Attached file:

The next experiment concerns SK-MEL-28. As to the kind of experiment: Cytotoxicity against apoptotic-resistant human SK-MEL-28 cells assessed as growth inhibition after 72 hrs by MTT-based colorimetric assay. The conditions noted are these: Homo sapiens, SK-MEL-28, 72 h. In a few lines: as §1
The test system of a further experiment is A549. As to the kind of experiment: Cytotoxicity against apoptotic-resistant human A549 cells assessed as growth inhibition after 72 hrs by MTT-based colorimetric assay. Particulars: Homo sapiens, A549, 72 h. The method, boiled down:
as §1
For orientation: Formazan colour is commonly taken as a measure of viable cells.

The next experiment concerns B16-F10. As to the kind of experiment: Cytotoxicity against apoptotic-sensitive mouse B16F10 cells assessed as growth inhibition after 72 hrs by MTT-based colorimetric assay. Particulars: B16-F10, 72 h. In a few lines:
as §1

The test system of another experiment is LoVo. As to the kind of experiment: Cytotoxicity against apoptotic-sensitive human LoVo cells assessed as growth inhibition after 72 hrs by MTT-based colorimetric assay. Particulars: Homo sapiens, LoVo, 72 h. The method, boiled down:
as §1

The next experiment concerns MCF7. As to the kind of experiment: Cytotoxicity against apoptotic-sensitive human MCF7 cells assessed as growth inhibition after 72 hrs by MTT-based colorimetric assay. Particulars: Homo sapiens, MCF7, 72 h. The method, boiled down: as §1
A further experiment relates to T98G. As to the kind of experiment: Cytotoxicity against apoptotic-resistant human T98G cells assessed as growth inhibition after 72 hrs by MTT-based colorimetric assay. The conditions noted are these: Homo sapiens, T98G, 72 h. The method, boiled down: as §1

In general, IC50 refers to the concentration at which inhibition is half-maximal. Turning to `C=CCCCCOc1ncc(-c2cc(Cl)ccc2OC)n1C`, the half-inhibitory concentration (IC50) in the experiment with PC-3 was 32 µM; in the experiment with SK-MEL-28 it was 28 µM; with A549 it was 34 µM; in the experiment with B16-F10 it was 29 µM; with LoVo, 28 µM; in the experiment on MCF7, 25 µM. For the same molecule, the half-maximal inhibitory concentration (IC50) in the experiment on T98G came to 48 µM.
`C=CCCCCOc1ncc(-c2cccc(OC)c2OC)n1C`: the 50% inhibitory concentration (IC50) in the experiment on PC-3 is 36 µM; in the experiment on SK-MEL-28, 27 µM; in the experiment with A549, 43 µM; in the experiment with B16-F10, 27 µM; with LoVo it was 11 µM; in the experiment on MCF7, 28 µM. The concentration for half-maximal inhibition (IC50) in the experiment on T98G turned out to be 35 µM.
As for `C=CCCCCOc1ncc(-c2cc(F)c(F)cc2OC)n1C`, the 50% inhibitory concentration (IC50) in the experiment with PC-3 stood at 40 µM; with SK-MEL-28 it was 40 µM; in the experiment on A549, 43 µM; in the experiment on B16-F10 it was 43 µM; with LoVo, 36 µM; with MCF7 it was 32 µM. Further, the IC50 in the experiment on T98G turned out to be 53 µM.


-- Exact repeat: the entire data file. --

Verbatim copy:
The next experiment concerns SK-MEL-28. As to the kind of experiment: Cytotoxicity against apoptotic-resistant human SK-MEL-28 cells assessed as growth inhibition after 72 hrs by MTT-based colorimetric assay. The conditions noted are these: Homo sapiens, SK-MEL-28, 72 h. In a few lines: as §1
The test system of a further experiment is A549. As to the kind of experiment: Cytotoxicity against apoptotic-resistant human A549 cells assessed as growth inhibition after 72 hrs by MTT-based colorimetric assay. Particulars: Homo sapiens, A549, 72 h. The method, boiled down:
as §1
For orientation: Formazan colour is commonly taken as a measure of viable cells.

The next experiment concerns B16-F10. As to the kind of experiment: Cytotoxicity against apoptotic-sensitive mouse B16F10 cells assessed as growth inhibition after 72 hrs by MTT-based colorimetric assay. Particulars: B16-F10, 72 h. In a few lines:
as §1

The test system of another experiment is LoVo. As to the kind of experiment: Cytotoxicity against apoptotic-sensitive human LoVo cells assessed as growth inhibition after 72 hrs by MTT-based colorimetric assay. Particulars: Homo sapiens, LoVo, 72 h. The method, boiled down:
as §1

The next experiment concerns MCF7. As to the kind of experiment: Cytotoxicity against apoptotic-sensitive human MCF7 cells assessed as growth inhibition after 72 hrs by MTT-based colorimetric assay. Particulars: Homo sapiens, MCF7, 72 h. The method, boiled down: as §1
A further experiment relates to T98G. As to the kind of experiment: Cytotoxicity against apoptotic-resistant human T98G cells assessed as growth inhibition after 72 hrs by MTT-based colorimetric assay. The conditions noted are these: Homo sapiens, T98G, 72 h. The method, boiled down: as §1

In general, IC50 refers to the concentration at which inhibition is half-maximal. Turning to `C=CCCCCOc1ncc(-c2cc(Cl)ccc2OC)n1C`, the half-inhibitory concentration (IC50) in the experiment with PC-3 was 32 µM; in the experiment with SK-MEL-28 it was 28 µM; with A549 it was 34 µM; in the experiment with B16-F10 it was 29 µM; with LoVo, 28 µM; in the experiment on MCF7, 25 µM. For the same molecule, the half-maximal inhibitory concentration (IC50) in the experiment on T98G came to 48 µM.
`C=CCCCCOc1ncc(-c2cccc(OC)c2OC)n1C`: the 50% inhibitory concentration (IC50) in the experiment on PC-3 is 36 µM; in the experiment on SK-MEL-28, 27 µM; in the experiment with A549, 43 µM; in the experiment with B16-F10, 27 µM; with LoVo it was 11 µM; in the experiment on MCF7, 28 µM. The concentration for half-maximal inhibition (IC50) in the experiment on T98G turned out to be 35 µM.
As for `C=CCCCCOc1ncc(-c2cc(F)c(F)cc2OC)n1C`, the 50% inhibitory concentration (IC50) in the experiment with PC-3 stood at 40 µM; with SK-MEL-28 it was 40 µM; in the experiment on A549, 43 µM; in the experiment on B16-F10 it was 43 µM; with LoVo, 36 µM; with MCF7 it was 32 µM. Further, the IC50 in the experiment on T98G turned out to be 53 µM.